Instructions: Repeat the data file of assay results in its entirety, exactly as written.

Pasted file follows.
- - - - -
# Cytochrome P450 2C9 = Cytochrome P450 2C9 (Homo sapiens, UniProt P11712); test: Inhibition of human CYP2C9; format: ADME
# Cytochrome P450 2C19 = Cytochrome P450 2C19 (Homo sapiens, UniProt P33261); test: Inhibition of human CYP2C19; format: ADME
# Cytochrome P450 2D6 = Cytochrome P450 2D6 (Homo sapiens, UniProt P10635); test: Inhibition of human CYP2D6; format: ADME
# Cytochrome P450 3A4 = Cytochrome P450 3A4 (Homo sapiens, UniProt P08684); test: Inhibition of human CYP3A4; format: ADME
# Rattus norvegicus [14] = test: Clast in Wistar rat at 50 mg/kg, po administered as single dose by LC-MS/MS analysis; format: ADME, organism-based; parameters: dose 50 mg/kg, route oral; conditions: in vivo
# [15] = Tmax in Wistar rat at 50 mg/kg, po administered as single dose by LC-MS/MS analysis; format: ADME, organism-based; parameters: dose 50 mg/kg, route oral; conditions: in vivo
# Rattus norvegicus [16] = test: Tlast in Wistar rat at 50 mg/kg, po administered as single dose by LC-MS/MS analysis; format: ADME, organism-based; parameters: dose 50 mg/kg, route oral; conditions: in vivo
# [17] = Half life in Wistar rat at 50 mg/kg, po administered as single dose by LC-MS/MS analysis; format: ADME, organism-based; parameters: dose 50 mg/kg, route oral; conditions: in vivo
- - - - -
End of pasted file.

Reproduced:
# Cytochrome P450 2C9 = Cytochrome P450 2C9 (Homo sapiens, UniProt P11712); test: Inhibition of human CYP2C9; format: ADME
# Cytochrome P450 2C19 = Cytochrome P450 2C19 (Homo sapiens, UniProt P33261); test: Inhibition of human CYP2C19; format: ADME
# Cytochrome P450 2D6 = Cytochrome P450 2D6 (Homo sapiens, UniProt P10635); test: Inhibition of human CYP2D6; format: ADME
# Cytochrome P450 3A4 = Cytochrome P450 3A4 (Homo sapiens, UniProt P08684); test: Inhibition of human CYP3A4; format: ADME
# Rattus norvegicus [14] = test: Clast in Wistar rat at 50 mg/kg, po administered as single dose by LC-MS/MS analysis; format: ADME, organism-based; parameters: dose 50 mg/kg, route oral; conditions: in vivo
# [15] = Tmax in Wistar rat at 50 mg/kg, po administered as single dose by LC-MS/MS analysis; format: ADME, organism-based; parameters: dose 50 mg/kg, route oral; conditions: in vivo
# Rattus norvegicus [16] = test: Tlast in Wistar rat at 50 mg/kg, po administered as single dose by LC-MS/MS analysis; format: ADME, organism-based; parameters: dose 50 mg/kg, route oral; conditions: in vivo
# [17] = Half life in Wistar rat at 50 mg/kg, po administered as single dose by LC-MS/MS analysis; format: ADME, organism-based; parameters: dose 50 mg/kg, route oral; conditions: in vivo